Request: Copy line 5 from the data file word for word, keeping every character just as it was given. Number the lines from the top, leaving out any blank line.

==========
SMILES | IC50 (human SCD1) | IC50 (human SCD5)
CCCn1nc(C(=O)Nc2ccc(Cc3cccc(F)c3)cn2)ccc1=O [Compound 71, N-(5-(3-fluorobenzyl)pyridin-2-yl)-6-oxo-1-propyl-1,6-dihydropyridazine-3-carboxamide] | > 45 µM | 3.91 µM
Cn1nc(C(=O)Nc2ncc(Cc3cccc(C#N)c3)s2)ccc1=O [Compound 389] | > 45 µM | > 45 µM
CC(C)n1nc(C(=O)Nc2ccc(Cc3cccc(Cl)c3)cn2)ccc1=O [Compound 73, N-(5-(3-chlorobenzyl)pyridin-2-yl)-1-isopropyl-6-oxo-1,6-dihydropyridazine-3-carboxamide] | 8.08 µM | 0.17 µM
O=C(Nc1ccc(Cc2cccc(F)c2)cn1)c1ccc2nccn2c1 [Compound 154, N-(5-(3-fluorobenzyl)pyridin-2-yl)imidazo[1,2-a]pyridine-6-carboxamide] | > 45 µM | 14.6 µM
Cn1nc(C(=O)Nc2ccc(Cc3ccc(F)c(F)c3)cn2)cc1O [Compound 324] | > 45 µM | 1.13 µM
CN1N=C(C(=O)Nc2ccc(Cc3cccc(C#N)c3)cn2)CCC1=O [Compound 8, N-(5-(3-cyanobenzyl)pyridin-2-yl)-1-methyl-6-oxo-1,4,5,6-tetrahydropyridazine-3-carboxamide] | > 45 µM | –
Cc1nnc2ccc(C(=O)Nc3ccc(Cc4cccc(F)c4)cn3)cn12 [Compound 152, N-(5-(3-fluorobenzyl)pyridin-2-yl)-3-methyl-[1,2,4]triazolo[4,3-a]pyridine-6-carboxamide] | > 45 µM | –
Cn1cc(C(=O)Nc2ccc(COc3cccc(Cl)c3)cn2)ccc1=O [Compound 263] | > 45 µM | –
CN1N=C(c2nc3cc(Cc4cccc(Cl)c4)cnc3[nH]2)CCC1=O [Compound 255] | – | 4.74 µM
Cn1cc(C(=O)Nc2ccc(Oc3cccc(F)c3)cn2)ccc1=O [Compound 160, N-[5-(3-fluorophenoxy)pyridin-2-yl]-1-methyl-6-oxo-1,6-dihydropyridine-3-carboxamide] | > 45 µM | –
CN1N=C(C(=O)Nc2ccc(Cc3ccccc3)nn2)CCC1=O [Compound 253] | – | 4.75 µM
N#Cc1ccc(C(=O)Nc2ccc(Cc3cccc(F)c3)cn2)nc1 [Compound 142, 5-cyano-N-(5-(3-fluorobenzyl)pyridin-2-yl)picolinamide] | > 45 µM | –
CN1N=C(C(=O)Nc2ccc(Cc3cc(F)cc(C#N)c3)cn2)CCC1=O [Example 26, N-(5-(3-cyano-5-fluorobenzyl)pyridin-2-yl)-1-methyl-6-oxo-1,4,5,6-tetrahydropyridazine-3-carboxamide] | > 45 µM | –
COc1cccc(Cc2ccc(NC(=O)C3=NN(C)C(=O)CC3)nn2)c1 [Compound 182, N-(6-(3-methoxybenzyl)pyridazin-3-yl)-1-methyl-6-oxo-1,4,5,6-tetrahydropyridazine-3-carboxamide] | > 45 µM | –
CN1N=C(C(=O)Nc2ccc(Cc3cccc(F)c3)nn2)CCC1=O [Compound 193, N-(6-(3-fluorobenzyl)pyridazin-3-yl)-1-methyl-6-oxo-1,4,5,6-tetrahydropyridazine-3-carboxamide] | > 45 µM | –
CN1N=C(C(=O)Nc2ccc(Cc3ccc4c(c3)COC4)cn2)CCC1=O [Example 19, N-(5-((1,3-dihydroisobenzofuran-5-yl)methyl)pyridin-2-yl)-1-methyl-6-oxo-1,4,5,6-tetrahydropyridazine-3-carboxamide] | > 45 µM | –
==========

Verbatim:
O=C(Nc1ccc(Cc2cccc(F)c2)cn1)c1ccc2nccn2c1 [Compound 154, N-(5-(3-fluorobenzyl)pyridin-2-yl)imidazo[1,2-a]pyridine-6-carboxamide] | > 45 µM | 14.6 µM